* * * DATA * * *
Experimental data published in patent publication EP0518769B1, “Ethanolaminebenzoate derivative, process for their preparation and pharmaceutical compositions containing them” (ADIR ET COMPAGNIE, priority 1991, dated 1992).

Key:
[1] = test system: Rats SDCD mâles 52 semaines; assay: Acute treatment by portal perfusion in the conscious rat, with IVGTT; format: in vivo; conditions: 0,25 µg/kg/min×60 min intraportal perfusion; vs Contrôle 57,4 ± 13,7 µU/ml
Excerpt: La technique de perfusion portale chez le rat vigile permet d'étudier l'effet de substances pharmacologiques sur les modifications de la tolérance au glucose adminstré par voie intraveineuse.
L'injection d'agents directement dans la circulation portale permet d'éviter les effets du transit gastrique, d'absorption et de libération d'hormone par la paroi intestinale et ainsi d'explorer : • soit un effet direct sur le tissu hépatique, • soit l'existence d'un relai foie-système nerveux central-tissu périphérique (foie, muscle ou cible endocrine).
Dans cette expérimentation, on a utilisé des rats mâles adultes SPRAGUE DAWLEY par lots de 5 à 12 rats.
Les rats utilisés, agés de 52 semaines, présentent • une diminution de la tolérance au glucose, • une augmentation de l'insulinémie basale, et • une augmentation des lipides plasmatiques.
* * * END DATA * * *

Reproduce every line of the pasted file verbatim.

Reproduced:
Experimental data published in patent publication EP0518769B1, “Ethanolaminebenzoate derivative, process for their preparation and pharmaceutical compositions containing them” (ADIR ET COMPAGNIE, priority 1991, dated 1992).

Key:
[1] = test system: Rats SDCD mâles 52 semaines; assay: Acute treatment by portal perfusion in the conscious rat, with IVGTT; format: in vivo; conditions: 0,25 µg/kg/min×60 min intraportal perfusion; vs Contrôle 57,4 ± 13,7 µU/ml
Excerpt: La technique de perfusion portale chez le rat vigile permet d'étudier l'effet de substances pharmacologiques sur les modifications de la tolérance au glucose adminstré par voie intraveineuse.
L'injection d'agents directement dans la circulation portale permet d'éviter les effets du transit gastrique, d'absorption et de libération d'hormone par la paroi intestinale et ainsi d'explorer : • soit un effet direct sur le tissu hépatique, • soit l'existence d'un relai foie-système nerveux central-tissu périphérique (foie, muscle ou cible endocrine).
Dans cette expérimentation, on a utilisé des rats mâles adultes SPRAGUE DAWLEY par lots de 5 à 12 rats.
Les rats utilisés, agés de 52 semaines, présentent • une diminution de la tolérance au glucose, • une augmentation de l'insulinémie basale, et • une augmentation des lipides plasmatiques.